, Volume 5, Issue 2, pp 120-121

Racial bias in presentation of cases

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To investigate whether medical housestaff report race information differently during case presentations of black patients and white patients, a prospective observational study was performed. Without informing housestaff, a chief resident recorded data during consecutive case presentations over two months. For each presentation, the data included: 1) whether, where, and how often race was identified; 2) whether certain prospectively selected, “possibly unflattering characteristics” were mentioned; and 3) whether any “justifying” diagnoses were considered during presentation or subsequent discussion. Justifying diagnoses were those in which a patient’s race was important in considering the likelibood of possible diagnoses. Twenty-three bouse officers presented 18 black and 35 white patients. A single East Indian patient was excluded from analysis. Race was specified more often during presentations of black than of white patients (16 of 18 for blacks vs. 19 of 36 for whites; p<0.01). For two black patients, a justifying diagnosis was considered, but excluding these patients did not change the results. Two other differences did not achieve statistical significance. Race was more often specified prominently and repeatedly during presentations of black patients. Among patients to whom “possibly unflattering” characteristics were attributed, race was more likely to be specified for blacks (10 of 10) than for whites (4 of 9). These case presentations appeared to show a subtle bias.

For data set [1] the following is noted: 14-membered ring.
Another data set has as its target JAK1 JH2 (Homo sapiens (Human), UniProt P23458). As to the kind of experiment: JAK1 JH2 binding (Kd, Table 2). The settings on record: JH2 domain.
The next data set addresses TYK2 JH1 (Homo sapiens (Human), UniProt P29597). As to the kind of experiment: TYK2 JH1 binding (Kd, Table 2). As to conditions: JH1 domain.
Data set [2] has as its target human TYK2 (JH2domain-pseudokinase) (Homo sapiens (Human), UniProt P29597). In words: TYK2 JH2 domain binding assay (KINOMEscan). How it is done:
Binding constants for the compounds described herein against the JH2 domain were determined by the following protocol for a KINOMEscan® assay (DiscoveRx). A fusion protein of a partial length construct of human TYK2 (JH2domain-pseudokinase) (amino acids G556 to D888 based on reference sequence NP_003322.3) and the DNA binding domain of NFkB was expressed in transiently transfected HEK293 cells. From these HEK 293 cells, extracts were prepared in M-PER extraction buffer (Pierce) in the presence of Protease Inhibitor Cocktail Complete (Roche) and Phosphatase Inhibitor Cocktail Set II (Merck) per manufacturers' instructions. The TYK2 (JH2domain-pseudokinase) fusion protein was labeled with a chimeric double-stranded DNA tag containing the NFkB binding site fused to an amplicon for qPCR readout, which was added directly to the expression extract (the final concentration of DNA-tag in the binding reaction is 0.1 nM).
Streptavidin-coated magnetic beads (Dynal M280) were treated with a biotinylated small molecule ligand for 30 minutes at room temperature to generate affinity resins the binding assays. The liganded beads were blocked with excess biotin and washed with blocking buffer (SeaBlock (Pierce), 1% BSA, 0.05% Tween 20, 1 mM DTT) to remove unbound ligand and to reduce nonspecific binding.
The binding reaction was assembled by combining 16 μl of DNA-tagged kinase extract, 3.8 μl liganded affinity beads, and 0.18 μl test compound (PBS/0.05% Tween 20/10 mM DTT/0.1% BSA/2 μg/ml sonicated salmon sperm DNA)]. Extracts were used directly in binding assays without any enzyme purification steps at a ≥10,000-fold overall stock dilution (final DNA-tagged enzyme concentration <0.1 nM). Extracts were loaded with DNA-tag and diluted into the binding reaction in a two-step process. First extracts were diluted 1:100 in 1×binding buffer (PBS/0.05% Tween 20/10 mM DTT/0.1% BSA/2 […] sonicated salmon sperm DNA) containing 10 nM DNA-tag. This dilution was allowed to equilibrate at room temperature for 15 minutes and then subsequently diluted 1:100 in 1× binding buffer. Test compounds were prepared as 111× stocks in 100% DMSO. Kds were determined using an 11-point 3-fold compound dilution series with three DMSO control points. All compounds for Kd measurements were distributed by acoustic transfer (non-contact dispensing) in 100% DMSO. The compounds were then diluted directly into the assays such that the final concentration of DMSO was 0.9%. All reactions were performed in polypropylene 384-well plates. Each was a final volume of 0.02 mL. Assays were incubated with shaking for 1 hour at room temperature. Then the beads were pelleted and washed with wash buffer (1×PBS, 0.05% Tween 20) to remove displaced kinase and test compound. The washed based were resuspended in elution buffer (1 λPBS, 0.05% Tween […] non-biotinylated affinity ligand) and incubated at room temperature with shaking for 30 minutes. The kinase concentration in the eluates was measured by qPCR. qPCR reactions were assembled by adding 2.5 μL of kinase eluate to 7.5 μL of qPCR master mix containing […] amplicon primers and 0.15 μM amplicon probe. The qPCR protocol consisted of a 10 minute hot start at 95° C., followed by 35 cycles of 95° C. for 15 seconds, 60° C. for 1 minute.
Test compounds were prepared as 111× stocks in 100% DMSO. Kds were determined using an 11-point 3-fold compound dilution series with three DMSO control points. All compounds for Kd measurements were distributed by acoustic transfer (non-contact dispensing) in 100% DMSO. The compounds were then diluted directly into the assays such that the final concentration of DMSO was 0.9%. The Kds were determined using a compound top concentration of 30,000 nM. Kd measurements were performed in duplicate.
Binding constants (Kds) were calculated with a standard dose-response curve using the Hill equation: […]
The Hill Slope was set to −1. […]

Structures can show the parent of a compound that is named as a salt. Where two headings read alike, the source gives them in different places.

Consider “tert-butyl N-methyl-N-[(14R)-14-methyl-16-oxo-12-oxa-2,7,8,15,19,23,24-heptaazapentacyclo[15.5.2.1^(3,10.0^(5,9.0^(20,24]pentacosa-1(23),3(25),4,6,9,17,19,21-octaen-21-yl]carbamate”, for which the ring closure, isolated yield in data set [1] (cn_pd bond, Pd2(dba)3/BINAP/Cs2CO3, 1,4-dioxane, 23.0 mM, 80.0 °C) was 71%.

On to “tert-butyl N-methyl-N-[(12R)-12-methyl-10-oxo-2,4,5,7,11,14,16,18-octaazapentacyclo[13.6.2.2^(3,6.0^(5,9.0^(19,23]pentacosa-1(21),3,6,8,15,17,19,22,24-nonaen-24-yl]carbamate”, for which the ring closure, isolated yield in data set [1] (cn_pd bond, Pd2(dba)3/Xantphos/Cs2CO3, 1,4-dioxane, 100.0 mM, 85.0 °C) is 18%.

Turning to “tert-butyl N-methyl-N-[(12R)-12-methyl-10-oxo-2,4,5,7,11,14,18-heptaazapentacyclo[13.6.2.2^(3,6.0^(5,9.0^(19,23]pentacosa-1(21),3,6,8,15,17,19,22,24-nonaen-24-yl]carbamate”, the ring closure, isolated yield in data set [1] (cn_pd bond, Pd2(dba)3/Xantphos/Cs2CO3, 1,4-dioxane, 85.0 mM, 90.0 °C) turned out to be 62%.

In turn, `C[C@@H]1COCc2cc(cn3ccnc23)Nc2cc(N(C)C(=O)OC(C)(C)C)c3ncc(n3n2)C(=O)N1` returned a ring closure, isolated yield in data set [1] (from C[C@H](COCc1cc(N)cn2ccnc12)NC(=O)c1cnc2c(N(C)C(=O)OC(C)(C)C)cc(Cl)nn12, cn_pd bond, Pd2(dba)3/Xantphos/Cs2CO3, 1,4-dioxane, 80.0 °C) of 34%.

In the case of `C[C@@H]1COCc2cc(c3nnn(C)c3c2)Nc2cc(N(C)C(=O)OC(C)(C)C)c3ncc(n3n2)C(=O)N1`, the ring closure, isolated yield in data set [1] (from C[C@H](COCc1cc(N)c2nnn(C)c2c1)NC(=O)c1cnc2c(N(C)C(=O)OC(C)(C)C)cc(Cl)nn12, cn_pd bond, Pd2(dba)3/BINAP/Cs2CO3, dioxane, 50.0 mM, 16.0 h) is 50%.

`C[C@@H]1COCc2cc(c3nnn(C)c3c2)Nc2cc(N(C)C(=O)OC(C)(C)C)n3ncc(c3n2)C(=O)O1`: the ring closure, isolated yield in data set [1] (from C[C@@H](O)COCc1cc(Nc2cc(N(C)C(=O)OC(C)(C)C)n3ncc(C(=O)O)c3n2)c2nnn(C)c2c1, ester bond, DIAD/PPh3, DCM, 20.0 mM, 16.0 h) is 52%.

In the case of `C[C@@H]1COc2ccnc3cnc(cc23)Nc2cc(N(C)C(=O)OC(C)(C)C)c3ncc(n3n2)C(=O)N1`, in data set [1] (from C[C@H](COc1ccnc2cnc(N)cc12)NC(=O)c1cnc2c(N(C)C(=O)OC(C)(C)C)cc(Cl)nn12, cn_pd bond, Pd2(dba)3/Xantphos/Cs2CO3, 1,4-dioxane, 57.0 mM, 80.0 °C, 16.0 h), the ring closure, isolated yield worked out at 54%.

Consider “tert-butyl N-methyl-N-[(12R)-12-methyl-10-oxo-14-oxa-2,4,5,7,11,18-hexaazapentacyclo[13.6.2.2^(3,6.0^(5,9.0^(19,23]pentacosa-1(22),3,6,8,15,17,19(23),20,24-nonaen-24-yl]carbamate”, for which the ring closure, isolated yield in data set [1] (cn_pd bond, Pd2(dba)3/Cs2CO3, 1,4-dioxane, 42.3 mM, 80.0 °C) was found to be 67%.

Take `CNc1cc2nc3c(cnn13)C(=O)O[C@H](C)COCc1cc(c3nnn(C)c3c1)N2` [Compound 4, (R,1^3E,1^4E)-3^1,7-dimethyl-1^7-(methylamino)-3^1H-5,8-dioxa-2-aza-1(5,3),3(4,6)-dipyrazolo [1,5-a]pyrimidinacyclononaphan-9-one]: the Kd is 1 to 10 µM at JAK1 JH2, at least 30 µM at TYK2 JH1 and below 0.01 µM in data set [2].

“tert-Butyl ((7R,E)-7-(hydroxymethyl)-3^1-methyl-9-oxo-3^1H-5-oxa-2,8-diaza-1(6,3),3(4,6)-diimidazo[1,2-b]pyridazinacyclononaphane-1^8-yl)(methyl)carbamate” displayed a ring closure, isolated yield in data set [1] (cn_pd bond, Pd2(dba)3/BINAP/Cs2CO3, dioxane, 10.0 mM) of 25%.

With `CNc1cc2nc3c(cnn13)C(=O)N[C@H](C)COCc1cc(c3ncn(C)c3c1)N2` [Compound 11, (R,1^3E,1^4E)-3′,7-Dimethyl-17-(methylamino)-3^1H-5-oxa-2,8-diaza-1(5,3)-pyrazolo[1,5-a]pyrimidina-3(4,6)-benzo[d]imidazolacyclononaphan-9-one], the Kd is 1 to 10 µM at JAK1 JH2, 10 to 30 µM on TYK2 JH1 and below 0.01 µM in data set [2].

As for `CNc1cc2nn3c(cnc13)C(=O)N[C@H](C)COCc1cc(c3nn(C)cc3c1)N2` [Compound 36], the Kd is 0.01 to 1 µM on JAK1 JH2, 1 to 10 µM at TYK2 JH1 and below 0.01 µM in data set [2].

Received from the Department of Medicine, The Johns Hopkins University School of Medicine and the Francis Scott Key Medical Center, Baltimore, Maryland.